Yvonne Davada Evans, a former accounting assistant with the Nevada County Sheriff’s Office, and her husband, retired Lt. Bill Evans, have filed suit against their former employer in federal court.
The suit, filed in U.S. District Court in Sacramento by Santa Rosa-based attorney Kerry Schaffer, alleges that Yvonne Evans was retaliated against after she complained of sexual harassment by then-Undersheriff Richard Kimball, and that Bill Evans was subjected to a hostile work environment and forced to retire.
The suit also asks for damages based on violations of the couple’s First Amendment and Fourth Amendment rights.
“It is disappointing when the cops violate the law, when someone sworn to uphold the law is the problem,” Schaffer said Thursday, charging the Sheriff’s Office with having a “systemic problem” with cronyism. “It shakes your faith.”
According to the complaint, Yvonne Evans (then Cantrell) was hired by the Sheriff’s Office in 2004 as a senior accounting assistant, and her performance reviews were generally good. But after she separated from then-husband Keith Cantrell in 2008, Kimball embraced and kissed her, the complaint stated.
He then began investigating her personal life, and she complained to her union steward about his behavior in January 2009, according to the complaint.
After Yvonne and Bill Evans married, her ex-husband, Keith Cantrell, reportedly called in a tip alleging she had stolen money; she was placed on administrative leave in September 2010 and fired in May 2011.
“Kimball, who was in charge of the investigation, saw the chance to get rid of Yvonne Evans for her complaints against him for sexual harassment,” the complaint alleges.
The complaint also alleges that Sheriff Keith Royal “pressured and bullied the District Attorney to charge Evans with embezzlement,” a charge Cliff Newell denies.
“The bottom line is, a complaint was referred to our office,” Newell said Thursday. “We look at it, we do a legal analysis, not a political analysis, as to whether there is sufficient legally admissible evidence to get a conviction. If we don’t have that, we wouldn’t file the case.
“I don’t recall any extraordinary pressure (to file),” Newell added. “We get pressure all the time from interested parties.”
Yvonne Evans was arrested in August 2011 and charged with four misdemeanor counts of withholding fines after more than $13,000 allegedly was discovered missing from jail funds.
The case against her was dismissed after Nevada County Superior Court Judge Candace Heidelberger determined the filing was past the one-year statute of limitations for misdemeanors.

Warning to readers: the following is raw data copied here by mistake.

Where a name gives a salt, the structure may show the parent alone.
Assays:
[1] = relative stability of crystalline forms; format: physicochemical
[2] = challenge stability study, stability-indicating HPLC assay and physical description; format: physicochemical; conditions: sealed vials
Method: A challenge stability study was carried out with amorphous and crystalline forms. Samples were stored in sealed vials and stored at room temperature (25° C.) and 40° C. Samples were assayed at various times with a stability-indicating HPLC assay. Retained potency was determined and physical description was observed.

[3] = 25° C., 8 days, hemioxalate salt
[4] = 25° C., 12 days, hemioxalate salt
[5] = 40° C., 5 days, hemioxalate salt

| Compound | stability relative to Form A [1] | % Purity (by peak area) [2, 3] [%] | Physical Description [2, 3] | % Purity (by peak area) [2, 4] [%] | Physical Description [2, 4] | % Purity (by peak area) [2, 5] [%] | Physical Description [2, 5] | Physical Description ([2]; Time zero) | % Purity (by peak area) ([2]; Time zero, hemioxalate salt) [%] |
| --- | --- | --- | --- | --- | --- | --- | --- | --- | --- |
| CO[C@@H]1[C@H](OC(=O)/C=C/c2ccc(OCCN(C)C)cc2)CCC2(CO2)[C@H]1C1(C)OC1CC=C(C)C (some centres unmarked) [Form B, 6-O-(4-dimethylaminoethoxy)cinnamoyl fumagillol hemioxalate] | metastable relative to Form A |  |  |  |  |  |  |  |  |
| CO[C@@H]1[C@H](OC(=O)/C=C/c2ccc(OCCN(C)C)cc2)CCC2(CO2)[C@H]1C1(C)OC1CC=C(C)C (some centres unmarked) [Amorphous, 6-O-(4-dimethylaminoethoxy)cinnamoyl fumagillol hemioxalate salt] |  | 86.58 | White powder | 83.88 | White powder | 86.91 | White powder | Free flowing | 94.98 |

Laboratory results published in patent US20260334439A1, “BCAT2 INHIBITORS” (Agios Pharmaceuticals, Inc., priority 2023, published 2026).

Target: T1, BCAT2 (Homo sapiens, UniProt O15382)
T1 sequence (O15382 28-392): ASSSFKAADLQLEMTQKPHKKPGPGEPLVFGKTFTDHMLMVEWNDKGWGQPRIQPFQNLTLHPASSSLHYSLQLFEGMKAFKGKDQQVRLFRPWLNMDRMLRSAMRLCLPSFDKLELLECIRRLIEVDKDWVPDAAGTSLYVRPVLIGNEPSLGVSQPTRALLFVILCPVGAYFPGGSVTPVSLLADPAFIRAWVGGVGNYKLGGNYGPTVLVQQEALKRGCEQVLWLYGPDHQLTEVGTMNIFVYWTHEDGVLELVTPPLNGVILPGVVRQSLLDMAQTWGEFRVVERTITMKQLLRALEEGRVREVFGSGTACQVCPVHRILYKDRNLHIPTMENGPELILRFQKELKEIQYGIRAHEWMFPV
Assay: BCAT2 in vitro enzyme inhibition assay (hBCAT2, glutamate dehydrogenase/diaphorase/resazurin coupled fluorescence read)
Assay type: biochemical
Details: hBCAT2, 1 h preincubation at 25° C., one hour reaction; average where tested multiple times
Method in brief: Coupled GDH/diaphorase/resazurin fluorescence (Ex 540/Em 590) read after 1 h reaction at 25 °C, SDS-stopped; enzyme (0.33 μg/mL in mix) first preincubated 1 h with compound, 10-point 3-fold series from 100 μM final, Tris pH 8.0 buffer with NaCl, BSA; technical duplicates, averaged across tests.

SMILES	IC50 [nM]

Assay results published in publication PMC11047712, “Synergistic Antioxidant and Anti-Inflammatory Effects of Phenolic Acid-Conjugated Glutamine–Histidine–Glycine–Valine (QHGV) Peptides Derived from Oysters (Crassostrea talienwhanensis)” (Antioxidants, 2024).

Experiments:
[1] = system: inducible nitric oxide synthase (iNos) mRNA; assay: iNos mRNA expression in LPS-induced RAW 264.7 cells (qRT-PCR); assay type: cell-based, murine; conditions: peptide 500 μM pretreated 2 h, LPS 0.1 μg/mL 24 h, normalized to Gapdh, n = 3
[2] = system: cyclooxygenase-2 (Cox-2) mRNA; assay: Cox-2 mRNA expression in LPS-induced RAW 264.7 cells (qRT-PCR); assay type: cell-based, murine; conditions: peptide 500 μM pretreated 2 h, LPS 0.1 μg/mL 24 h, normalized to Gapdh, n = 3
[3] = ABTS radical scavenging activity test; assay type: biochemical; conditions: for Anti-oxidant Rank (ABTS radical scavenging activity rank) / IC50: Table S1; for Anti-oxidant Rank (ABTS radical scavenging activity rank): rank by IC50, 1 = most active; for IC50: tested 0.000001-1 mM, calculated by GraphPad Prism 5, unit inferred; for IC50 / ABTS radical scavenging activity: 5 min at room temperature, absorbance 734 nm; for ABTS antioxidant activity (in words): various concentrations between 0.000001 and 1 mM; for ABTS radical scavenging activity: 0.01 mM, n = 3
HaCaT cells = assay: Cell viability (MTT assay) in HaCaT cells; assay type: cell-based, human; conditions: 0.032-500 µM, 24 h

At the time, the Sheriff’s Office investigator indicated felony charges would be sought, but no further charges were filed.
Now, more than two years later, Schaffer has filed suit on behalf not only of Yvonne Evans, but her husband. The delay was due to a lengthy process in which charges of discrimination were filed with the state Department of Fair Employment and Housing and the federal Equal Opportunity Commission; the couple subsequently received right-to-sue notices from both agencies, Schaffer said.
The suit also alleges that retaliation and harassment drove Bill Evans to retire.
“In addition to pressuring (him) to turn on his wife and convince her to admit (to a) theft she hadn’t committed, which made working for the Sheriff’s Office very uncomfortable, Sheriff Royal turned up the heat to an intolerable level,” the complaint alleges.
Shortly after Yvonne’s arrest, the complaint alleges, Bill Evans was placed on administrative leave pending a fitness for duty evaluation; he subsequently was not cleared because he was “not a team player.” He filed for retirement in October 2011.
The complaint alleges the couple’s right to free speech was violated and that Yvonne Evans’ Fourth Amendment right against unreasonable seizure was violated when she was arrested without probable cause.
Royal said Thursday that his office had not yet been served with a copy of the complaint, which was filed Aug. 24.
“I believe this suit is the result of what transpired regarding Yvonne Evans’ arrest, for what we believed was the theft of public funds,” Royal said, noting that the case was dropped due to the statute of limitations.
Royal deferred any further comment to county counsel Alison Barratt-Green, who could not be reached Thursday.
In a corollary complaint, another former employee of the Sheriff’s Office also has filed suit in federal court. Tammy Santiago (aka Saling) is alleging wrongful termination — which stems from statements she made regarding her relationship with Kimball during the investigation of Yvonne Evans.
Santiago, who is representing herself, is scheduled to be back in court Oct. 9.
To contact City Editor Liz Kellar, email email@example.com or call 530-477-4229.